A bland take on a premise that Mercer Mayer has practically worn out single-handedly.

CHLOE'S LITTLE SECRET

Unexceptional writing and low-wattage interactive effects send this tale of a girl and her closet monster to a back shelf.

Chloe is drawn with huge, almond eyes and placed against pastel backgrounds. She explains to readers how she cuddles, cleans up after and cares for her spidery, rubber-limbed companion (anonymous, until he’s abruptly introduced near the end as “Floyd”) before anticlimactically revealing the “little secret” that he is her friend—a fact which she had previously mentioned anyway on the second screen. Toothy Floyd is appealing, with his little horns and big, googly eyes, and he makes a variety of amusing noises when he is tapped, from Donald Duck–like mutterings to gentle boinks. Unfortunately, he is not enough to sustain even this short app. The story, which is intermittently rhymed, is read by a slightly breathless narrator in both manual and autoplay modes. Selecting the latter freezes the skimpy assortment of animations and tap-activated sound effects. The app opens with an advertisement (readers may skip past it), closes on a screen that does not allow backward swiping, and features neither a thumbnail index nor a way to set a bookmark.

A bland take on a premise that Mercer Mayer has practically worn out single-handedly. (iPad storybook app. 6-8)

Pub Date: Jan. 16, 2014

ISBN: N/A

Page Count: -

Publisher: Marina Tito

Review Posted Online: Feb. 26, 2014

Kirkus Reviews Issue: March 15, 2014

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Hundreds of pages of unbridled uplift boiled down to 40.

THE LITTLE BOOK OF JOY

From two Nobel Peace Prize winners, an invitation to look past sadness and loneliness to the joy that surrounds us.

Bobbing in the wake of 2016’s heavyweight Book of Joy (2016), this brief but buoyant address to young readers offers an earnest insight: “If you just focus on the thing that is making / you sad, then the sadness is all you see. / But if you look around, you will / see that joy is everywhere.” López expands the simply delivered proposal in fresh and lyrical ways—beginning with paired scenes of the authors as solitary children growing up in very different circumstances on (as they put it) “opposite sides of the world,” then meeting as young friends bonded by streams of rainbow bunting and going on to share their exuberantly hued joy with a group of dancers diverse in terms of age, race, culture, and locale while urging readers to do the same. Though on the whole this comes off as a bit bland (the banter and hilarity that characterized the authors’ recorded interchanges are absent here) and their advice just to look away from the sad things may seem facile in view of what too many children are inescapably faced with, still, it’s hard to imagine anyone in the world more qualified to deliver such a message than these two. (This book was reviewed digitally.)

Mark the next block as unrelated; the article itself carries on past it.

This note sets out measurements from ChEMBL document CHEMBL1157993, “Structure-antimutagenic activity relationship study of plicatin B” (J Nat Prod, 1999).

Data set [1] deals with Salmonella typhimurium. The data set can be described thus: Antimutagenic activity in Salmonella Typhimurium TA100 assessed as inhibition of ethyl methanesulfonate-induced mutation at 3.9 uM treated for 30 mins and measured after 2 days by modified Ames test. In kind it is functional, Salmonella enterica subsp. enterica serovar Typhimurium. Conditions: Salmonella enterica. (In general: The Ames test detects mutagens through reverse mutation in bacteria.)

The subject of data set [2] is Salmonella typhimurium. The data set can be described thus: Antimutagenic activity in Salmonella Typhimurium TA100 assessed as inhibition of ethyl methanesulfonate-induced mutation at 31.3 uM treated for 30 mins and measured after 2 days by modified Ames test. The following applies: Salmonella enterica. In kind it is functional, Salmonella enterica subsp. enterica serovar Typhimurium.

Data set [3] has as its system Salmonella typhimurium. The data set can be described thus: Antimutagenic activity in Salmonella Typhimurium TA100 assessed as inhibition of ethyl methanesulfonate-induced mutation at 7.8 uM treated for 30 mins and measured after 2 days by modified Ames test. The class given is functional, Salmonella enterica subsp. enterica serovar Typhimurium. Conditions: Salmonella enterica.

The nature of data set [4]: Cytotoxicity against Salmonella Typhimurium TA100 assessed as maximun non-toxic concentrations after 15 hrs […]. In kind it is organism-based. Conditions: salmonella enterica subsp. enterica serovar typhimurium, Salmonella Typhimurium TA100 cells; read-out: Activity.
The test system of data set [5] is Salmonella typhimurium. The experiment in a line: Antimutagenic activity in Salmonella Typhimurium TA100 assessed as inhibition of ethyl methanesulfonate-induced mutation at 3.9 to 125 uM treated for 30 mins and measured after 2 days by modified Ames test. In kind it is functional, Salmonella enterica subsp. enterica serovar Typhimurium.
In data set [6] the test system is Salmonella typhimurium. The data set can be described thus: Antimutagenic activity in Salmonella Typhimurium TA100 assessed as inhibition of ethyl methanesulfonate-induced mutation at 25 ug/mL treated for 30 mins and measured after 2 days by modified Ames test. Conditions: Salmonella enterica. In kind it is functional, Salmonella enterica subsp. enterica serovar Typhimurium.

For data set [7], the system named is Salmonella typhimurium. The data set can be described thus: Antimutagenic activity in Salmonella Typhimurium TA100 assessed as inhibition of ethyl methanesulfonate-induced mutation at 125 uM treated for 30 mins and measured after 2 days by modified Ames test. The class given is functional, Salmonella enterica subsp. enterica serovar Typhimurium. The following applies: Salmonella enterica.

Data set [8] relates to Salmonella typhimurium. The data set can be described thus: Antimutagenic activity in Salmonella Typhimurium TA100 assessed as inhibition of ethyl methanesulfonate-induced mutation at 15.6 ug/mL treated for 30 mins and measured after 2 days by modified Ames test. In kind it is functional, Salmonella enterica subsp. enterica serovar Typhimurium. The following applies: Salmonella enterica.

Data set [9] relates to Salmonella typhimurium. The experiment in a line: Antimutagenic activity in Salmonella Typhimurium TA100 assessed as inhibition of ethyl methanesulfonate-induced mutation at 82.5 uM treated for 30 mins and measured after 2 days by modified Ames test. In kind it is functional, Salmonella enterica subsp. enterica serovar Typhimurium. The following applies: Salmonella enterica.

Hundreds of pages of unbridled uplift boiled down to 40. (Picture book. 6-8)

Pub Date: Sept. 27, 2022

ISBN: 978-0-593-48423-4

Page Count: 40

Publisher: Crown

Review Posted Online: Aug. 31, 2022

Kirkus Reviews Issue: Sept. 15, 2022

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A fair choice, but it may need some support to really blast off.

TINY LITTLE ROCKET

This rocket hopes to take its readers on a birthday blast—but there may or may not be enough fuel.

Once a year, a one-seat rocket shoots out from Earth. Why? To reveal a special congratulatory banner for a once-a-year event. The second-person narration puts readers in the pilot’s seat and, through a (mostly) ballad-stanza rhyme scheme (abcb), sends them on a journey toward the sun, past meteors, and into the Kuiper belt. The final pages include additional information on how birthdays are measured against the Earth’s rotations around the sun. Collingridge aims for the stars with this title, and he mostly succeeds. The rhyme scheme flows smoothly, which will make listeners happy, but the illustrations (possibly a combination of paint with digital enhancements) may leave the viewers feeling a little cold. The pilot is seen only with a 1960s-style fishbowl helmet that completely obscures the face, gender, and race by reflecting the interior of the rocket ship. This may allow readers/listeners to picture themselves in the role, but it also may divest them of any emotional connection to the story. The last pages—the backside of a triple-gatefold spread—label the planets and include Pluto. While Pluto is correctly labeled as a dwarf planet, it’s an unusual choice to include it but not the other dwarfs: Ceres, Eris, etc. The illustration also neglects to include the asteroid belt or any of the solar system’s moons.

A fair choice, but it may need some support to really blast off. (Picture book. 6-8)

Pub Date: July 31, 2018

ISBN: 978-1-338-18949-0

Page Count: 32

Publisher: David Fickling/Phoenix/Scholastic

Review Posted Online: April 16, 2018

Kirkus Reviews Issue: May 1, 2018

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